It’s funny how much you can learn in a week. I have this colt I’m working with. Ok, technically a filly, but everyone just calls her ‘Coaly’ or ‘your colt’. I’ve been riding her for about a week and a half and we’ve had her for two weeks before that. She’s my first colt, describable in two words.
Don’t get me wrong. I love her. I love riding her (mostly). I love seeing the blue roan in our pasture (close enough to a strawberry roan, ya know?). But I’m used to a fifteen year old gelding who’s biggest problem is that he whinnies and is a little bit herdy. Not too herdy, but a little bit. Ok, ok, I take that back. If you aren’t careful with Okey, he’ll buck with you. But he hasn’t done that since he bucked me off three years ago. He still does little hops…but not full bucks. So yeah, we have some pretty good horses.
She was pretty good at first. She took the sacking out, picking up her feet, all that stuff real good. Then Grandpa gave me a boost and I was laying on her back. Then I slid a leg over. Then I was sitting on her. And all I could do was smile.
We did pretty good then. The next day, we put on the saddle and I rode her around like that. The next day, we went down through the housing development. The day after that, the trail. Then:
She figured out where the barn was. Mhmm, barn sour. Bad barn sour. We live on a busy road, so we’ve been leading her down that (I don’t relish the idea of getting hit) and then getting on. On the way back, we found out that, as well as being naturally gaited, she was very eager to get back to the barn.
A little too eager.
Oh boy, I thought. But then, the next day, I tried to ride her away from the barn. I didn’t have a lot of time that day and I didn’t figure that it would be that big of a deal for her and me to do a little obstacle course. It wasn’t that far, just a little way out to the pasture and back. That was the day I learned about riding uppity horses bareback.
Honestly, I’d never ridden a horse who threw her head around, sidestepped, plain refused to go–did I mention the head throwing?–much less bareback. But somehow, there’s this thing about determination. I was determined that she WAS going to go around that barrel. She was determined that she WASN’T (so know I know if she really wants to get that cow, that cow hasn’t got a chance! 🙂 ) . But somehow, my determination held me on her and she did go around that barrel.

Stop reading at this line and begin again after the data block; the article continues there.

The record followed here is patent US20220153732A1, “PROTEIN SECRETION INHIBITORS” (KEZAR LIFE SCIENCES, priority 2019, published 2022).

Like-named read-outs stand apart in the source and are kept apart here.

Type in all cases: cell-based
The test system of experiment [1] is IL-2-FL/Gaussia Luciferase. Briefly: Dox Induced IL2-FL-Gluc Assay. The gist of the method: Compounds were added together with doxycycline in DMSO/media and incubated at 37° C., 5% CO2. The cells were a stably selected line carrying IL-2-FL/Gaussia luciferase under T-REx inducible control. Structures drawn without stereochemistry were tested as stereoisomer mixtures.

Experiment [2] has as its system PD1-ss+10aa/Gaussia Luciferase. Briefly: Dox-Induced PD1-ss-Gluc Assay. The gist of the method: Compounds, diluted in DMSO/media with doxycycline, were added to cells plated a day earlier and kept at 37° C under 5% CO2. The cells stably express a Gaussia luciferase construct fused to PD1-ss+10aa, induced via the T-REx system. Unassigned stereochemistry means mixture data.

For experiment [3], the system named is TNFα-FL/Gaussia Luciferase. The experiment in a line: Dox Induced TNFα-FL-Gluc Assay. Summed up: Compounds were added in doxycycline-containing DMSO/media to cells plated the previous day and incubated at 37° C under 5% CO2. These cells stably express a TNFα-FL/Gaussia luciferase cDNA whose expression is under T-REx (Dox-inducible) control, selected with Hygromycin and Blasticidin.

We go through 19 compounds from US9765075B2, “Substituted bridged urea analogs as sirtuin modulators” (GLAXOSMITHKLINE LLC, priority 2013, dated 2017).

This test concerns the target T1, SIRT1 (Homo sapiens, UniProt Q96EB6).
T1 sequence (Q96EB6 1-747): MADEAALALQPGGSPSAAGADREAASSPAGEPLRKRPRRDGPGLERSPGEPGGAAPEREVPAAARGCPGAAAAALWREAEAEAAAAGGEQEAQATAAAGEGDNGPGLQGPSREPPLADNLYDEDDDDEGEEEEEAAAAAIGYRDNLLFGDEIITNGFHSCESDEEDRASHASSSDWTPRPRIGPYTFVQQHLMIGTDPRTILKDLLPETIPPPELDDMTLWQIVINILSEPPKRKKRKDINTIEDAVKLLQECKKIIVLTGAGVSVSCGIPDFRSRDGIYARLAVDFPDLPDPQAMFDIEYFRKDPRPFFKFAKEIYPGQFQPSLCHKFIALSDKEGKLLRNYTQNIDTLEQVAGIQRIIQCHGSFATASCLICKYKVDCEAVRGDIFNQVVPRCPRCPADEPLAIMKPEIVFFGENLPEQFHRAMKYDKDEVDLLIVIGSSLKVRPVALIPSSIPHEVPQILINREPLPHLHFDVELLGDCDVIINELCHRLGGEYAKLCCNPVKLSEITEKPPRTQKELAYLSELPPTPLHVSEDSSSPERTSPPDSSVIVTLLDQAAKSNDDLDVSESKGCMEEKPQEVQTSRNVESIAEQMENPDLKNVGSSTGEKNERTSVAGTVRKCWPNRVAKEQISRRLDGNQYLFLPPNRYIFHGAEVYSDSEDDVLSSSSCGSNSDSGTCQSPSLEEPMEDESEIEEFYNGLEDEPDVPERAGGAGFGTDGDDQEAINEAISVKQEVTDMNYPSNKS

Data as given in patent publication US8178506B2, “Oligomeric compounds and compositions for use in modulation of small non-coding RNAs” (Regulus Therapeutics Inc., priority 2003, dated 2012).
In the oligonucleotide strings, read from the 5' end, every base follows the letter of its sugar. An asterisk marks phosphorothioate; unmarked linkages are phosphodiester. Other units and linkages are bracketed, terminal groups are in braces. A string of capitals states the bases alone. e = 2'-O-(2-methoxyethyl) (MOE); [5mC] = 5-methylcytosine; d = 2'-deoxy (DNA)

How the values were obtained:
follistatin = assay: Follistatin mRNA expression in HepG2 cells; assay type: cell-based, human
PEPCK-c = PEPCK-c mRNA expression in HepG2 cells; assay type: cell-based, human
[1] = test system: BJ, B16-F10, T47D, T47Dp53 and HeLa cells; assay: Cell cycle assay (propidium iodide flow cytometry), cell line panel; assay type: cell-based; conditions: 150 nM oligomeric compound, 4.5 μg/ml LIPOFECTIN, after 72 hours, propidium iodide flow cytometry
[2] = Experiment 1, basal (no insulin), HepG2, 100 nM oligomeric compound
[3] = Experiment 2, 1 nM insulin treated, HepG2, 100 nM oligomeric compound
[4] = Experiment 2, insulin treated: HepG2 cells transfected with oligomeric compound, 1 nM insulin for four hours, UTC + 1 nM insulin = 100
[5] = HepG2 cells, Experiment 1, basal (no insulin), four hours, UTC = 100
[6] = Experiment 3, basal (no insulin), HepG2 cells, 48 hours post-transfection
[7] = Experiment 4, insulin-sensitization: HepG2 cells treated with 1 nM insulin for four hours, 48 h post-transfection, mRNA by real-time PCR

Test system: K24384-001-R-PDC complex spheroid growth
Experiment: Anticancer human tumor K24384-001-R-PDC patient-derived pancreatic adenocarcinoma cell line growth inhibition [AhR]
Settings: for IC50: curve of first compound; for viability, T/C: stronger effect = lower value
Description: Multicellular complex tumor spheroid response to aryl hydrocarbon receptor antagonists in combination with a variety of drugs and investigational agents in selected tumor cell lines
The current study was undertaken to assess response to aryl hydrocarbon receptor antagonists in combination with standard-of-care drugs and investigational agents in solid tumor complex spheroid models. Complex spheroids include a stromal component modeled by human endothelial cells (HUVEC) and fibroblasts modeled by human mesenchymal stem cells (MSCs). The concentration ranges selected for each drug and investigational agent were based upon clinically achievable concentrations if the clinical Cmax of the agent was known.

Today, when I rode her away from the house, I was saddled, and quite prepared for the battle…which took up two lanes of the road. 😉 But soon she was walking off down the side street and we were on our way. She did hurry coming home, but it wasn’t as bad as the day before. And she did keep going in circles at the stop sign, but I was able to stop her for about fifteen seconds–a good start.
Yes, Coaly is a culture shock, but she’s a good culture shock. Over this past week and a half, she’s taught me more than I’ve ever learned in a very long time. How to slide on, how to not spook her, how to know when to be forceful and when not to be, how to ‘feel’ her relaxing, how to hide my emotions–oh my word, she’s going to rear and I’m going to die (she didn’t, btw) to oh my goodness you are the most beautiful horse I have ever seen–under an impression of calmness, how to relax and let her explore, how to sit deep in the saddle, how to discreetly slip two fingers under the saddle horn so it doesn’t look like I’m a sissy, how to grab onto the saddle horn with both hands to go over a ditch only to find out that it’s not that bad at all, how to roll with the punches…and that’s only the beginning.
Yes, dear Coaly the Culture Shock, already, on that first day, when you found your confidence, I found mine too. Thank you.
We are going places together.
The essential joy of being with horses is that it brings us in contact with the rare elements of grace, beauty, spirit, and fire. – Sharon Ralls Lemon